On the eve of our opening game against Coventry, if someone told you that Alex Neil would leave the club before the season was a month old; be replaced by Tony Mowbray and we would end our tenth league fixture without a recognised striker on the field, few would have predicted that we would be fifth in the league after holding Watford to a 2-2 draw.
This expectation-defying start to the season has felt like a breath of fresh air given the state of the club in recent years.
Back in 2017, after ten games we also faced an upcoming tie with Preston North End, fortunately this is where the similarities between them and the current crop of players end.
At the same stage of that season had won just once, had a grand total of six points, had lost six out of our previous seven games and manager, Simon Grayson had just told us that we had our previous opponents Ipswich Town ‘on the ropes’ at 4-2, in a game we would go on to lose 5-2.
The likes of Lamine Kone, Didier Ndong, Darron Gibson and Billy Jones hung around like a bad smell and a series of new recruits struggled to make an impact on Wearside.
I’m sure fans don’t need reminding how the rest of the 2017-18 season played out and I haven’t brought it up to bring everyone’s mood down, but more to emphasise the contrast between the current situation on the pitch compared to this time five years ago.
You could argue that it is much easier to get off to a good start to the season when you are coming off the back of a play-off final victory, without a defeat in 16 games, but our start to the season has not been without its challenges.
In just our second game back in the Championship, we trailed 2-1 to Bristol City early in the second half, but instead of crumbling we got straight back on the front foot, showed bravery in possession and equalised within two minutes. We went on to win the game 3-2 and we remain the only side to have taken anything from a trip to Ashton Gate.
Despite a defeat at Sheffield United, we responded admirably to being reduced to ten men and going 2-0 down to the early pace setters and after a battling second half performance the lads were applauded off by a packed out away end.
Then, the biggest curveball of all was thrown into the equation when Alex Neil joined Stoke in the build up to the Norwich game. We again took the play to the recently relegated hosts and were unlucky not to emerge with at least a point.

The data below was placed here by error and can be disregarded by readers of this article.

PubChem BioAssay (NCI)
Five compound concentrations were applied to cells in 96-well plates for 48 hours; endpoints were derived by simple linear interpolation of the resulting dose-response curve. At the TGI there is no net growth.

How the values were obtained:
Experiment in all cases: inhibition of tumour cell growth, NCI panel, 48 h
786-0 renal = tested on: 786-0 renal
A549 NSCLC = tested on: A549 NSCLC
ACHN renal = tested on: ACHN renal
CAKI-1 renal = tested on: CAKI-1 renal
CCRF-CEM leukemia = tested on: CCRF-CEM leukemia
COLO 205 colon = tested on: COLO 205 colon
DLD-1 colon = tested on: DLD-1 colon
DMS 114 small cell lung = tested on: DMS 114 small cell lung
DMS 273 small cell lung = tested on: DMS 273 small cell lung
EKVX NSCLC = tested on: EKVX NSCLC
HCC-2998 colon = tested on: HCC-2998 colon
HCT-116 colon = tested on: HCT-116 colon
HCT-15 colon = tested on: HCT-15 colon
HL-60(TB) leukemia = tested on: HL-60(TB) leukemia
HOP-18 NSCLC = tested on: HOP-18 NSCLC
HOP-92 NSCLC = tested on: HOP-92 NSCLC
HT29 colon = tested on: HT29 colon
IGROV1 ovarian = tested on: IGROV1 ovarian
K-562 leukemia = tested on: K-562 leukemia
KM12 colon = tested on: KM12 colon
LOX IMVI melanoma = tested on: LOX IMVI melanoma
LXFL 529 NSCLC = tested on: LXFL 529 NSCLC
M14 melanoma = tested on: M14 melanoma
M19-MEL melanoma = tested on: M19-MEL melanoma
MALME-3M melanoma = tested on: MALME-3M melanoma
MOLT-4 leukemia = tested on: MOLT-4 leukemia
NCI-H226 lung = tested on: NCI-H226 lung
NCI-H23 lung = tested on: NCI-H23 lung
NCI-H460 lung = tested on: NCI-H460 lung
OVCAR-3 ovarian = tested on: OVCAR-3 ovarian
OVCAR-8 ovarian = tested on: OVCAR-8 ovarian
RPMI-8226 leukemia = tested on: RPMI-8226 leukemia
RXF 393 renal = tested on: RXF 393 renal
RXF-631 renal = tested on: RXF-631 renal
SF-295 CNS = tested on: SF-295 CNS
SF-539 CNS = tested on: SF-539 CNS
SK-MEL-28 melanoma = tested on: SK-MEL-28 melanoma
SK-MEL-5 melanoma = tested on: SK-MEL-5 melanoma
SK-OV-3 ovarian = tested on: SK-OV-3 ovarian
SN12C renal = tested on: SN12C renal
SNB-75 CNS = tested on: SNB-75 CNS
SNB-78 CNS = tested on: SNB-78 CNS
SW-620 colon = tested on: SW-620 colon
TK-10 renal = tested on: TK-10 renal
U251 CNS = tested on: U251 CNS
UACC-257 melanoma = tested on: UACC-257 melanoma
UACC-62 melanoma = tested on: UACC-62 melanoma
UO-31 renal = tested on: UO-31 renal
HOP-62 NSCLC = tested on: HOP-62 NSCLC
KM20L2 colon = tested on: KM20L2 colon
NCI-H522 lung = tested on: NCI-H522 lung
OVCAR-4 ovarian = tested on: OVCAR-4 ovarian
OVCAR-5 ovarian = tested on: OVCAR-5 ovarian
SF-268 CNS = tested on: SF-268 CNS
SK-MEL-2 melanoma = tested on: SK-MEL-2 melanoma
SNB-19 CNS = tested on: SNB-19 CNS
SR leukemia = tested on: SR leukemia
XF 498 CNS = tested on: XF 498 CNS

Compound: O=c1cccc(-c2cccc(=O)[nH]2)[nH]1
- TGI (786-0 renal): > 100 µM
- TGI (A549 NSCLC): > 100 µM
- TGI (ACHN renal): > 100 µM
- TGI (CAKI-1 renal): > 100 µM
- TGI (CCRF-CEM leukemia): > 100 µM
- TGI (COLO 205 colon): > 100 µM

Since Tony Mowbray has arrived at the club, and with the exception of our performance away at Middlesbrough, we have continued to react to adversity in remarkable fashion.
Our best performance of the season came without a striker on the pitch as Embleton, Roberts and Clarke tormented the Reading defence and capped off the win with one of the best goals we’ve scored in recent times.
The way we adapted at Watford was arguably even more impressive, at 2-1 down to another recently-relegated side, Mowbray threw caution to the wind and introduced Jay Matete, Jewison Bennette, Abdoullah Ba, Amad Diallo and Leon Dajaku.
The results were pretty much instant as Sunderland got a foothold in the game and our pressure eventually paid dividends with when Bennette’s composed finish sent the travelling fans wild.
Another example of players stepping up to the plate has been Aji Alese seamlessly slotting into the left back role in place of Dennis Cirkin.
In short both the problem-solving capabilities of Tony Mowbray and the lads on the pitch have set us up to have a very successful season.
It is worth pointing out that despite our lofty position of fifth, just five points separate ourselves and 22nd-placed Boro and the league table could look a lot different in a few weeks’ time.
Of course, concerns remain over strength in depth in certain positions, as exceptional as Lynden Gooch and O’Nien have been in their respective defensive roles so far, it could be argued that it is unsustainable to rely on them both long term.
In terms of O’Nien this is of course easily remedied when Dan Ballard comes back into the side but in terms of right backs, things are slightly more worrying in that backup option, Trai Hume has yet to be properly exposed to Championship football and found opportunities limited in League One last season.
That being said, there are far more reasons to be optimistic, in Mowbray we have a manager who is prepared to take a chance on young players and has shown both tactical bravery and flexibility during his tenure so far.
Blackburn fans warned us of his tendency to be quite conservative in his approach to away games, but five goals and our general approach to our last two away games has gone a long way to alleviating those fears.
At Reading he took a big gamble by opting to play with a false 9 rather than try Dajaku or Amad up front and equally at Watford he opted to play something that more resembled a 4-4-2 in the hope of making the ball stick more and used the bench well to secure the point.
The character of the group is also clearly sky high and you could never accuse the players of a lack of commitment.
At the start of the season, many Sunderland fans, myself included, would have taken a boring season of mid-table mediocrity, and while I would still welcome a similar league position my overall expectations have shifted somewhat.
While I still don’t feel we have enough for a sustained play-off push and may ultimately finish mid table or slightly lower, it will be anything but boring.
Right now, I am just enjoying the freedom we are playing with, and the never ending slog of League One football feels a million miles away.
The brand of football we have is exciting, high energy and our squad is littered with attacking talent.
Due to the youthfulness of the squad, at times this season we will probably go on runs of form where the play-offs look reachable, but equally we will probably go on poor runs of form and you know what? That’s absolutely fine.